Take a good look. That's me. I'm an ordinary everyday kind of woman. No glamour. No high living. My office is in the living room squashed in with all the other odds and ends. The sole advantage I have over most other writers is that I'm retired with no children at home. It could be that you won't see me again. Why?
Google my name.
In the first page, you'll likely find that my books are listed on multiple piracy sites. Just like everyone else in the world, I work for money. Oh, you thought I wrote for love of the word? Well... not!
Writing is a difficult, thankless calling. In order to write well enough to be published, I must have a workable idea, write a story a publisher will contract and a reader will be willing to buy. For every story of say... fifty thousand words there is an initial time investment of approximately six hundred hours. Hmmm.
Current minimum wage in my state is $6.55. So my initial time investment is worth $3,930. That does not cover my taxes, supplies, or Social Security. In order to recoup my investment I must find a publisher willing to offer me a contract (for most e-pubs there is no advance!) Then I will spend additional hours on edits, final line edits, and promotion--again all without receiving a dime. So let's add in that additional time... That's another $786.
Eventually, approximately eight months after the initial contract, my book is released. Now I'll tell you a secret. The most that I've ever made on a book is $3, 260. That was for sales over a year. That's the only book I made that much money on. My average sales over a year for an individual book are about $1200.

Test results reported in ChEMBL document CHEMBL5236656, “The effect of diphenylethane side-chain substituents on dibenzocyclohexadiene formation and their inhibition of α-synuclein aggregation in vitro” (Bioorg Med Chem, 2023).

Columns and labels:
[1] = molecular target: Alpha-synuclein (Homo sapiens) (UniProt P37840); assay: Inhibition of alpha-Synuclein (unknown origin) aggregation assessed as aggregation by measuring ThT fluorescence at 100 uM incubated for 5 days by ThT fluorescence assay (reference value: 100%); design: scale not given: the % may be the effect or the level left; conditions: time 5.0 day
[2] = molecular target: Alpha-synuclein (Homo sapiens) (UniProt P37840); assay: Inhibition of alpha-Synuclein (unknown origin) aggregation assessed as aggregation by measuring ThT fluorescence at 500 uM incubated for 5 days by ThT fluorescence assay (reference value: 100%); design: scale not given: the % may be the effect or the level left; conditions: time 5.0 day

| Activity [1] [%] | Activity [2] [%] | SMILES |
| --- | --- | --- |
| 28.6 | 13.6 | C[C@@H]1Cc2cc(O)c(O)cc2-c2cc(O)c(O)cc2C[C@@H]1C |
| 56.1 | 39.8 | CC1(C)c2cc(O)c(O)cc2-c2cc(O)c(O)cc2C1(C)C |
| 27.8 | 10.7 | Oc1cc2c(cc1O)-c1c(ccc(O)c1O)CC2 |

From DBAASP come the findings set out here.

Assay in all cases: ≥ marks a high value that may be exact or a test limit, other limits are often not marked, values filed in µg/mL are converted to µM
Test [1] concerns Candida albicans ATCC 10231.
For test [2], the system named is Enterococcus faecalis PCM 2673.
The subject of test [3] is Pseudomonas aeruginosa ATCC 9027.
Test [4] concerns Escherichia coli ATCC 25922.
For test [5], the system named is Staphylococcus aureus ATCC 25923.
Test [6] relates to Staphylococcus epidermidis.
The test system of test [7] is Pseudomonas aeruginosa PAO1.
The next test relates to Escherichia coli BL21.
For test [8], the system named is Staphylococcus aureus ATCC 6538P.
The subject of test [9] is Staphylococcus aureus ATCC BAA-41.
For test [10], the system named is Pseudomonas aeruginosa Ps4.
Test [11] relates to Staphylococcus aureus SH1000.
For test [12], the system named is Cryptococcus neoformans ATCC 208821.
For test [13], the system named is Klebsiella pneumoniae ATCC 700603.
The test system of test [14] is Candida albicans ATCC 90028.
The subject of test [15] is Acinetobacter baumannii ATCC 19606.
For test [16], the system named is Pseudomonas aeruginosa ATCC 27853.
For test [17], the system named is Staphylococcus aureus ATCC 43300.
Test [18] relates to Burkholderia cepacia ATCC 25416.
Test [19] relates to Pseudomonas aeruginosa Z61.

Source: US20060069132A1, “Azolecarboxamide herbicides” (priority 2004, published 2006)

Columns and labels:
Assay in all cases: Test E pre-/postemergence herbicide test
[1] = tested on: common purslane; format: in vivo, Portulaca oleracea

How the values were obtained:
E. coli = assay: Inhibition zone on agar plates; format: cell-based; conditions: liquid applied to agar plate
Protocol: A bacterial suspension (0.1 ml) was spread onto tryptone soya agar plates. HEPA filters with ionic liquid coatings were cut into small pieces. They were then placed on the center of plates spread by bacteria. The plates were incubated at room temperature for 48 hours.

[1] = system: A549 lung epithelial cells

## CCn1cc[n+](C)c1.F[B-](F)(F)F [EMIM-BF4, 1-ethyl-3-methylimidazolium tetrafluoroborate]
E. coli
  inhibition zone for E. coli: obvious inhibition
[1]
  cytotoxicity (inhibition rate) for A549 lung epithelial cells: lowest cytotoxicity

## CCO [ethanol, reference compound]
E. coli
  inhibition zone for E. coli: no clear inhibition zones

For my best selling book I'm in the hole to the tune of $1456. For my average sales, I'm behind (in time invested) $3520--per book!
As the proliferation of piracy sites and theft have increased, my sales have steadily decreased. In the last six months alone my sales have dropped over 50%. A glance at the download numbers on the piracy sites make it clear where those sales are going.
In effect, I'm mugged by my readers every time I contract a book. I don't know a single person who would continue to work at a profession if they were robbed every time they were paid--if they knew that more than fifty percent of their wages would be stolen by thieves. Why should I?
Quite frankly, the local McDonald's is hiring and I doubt that I would face the same kind of theft there. If I worked the same number of hours--at minimum wage--I would net at least $11,921. That's $2,500 more than I made last year from writing.
So...what would you do?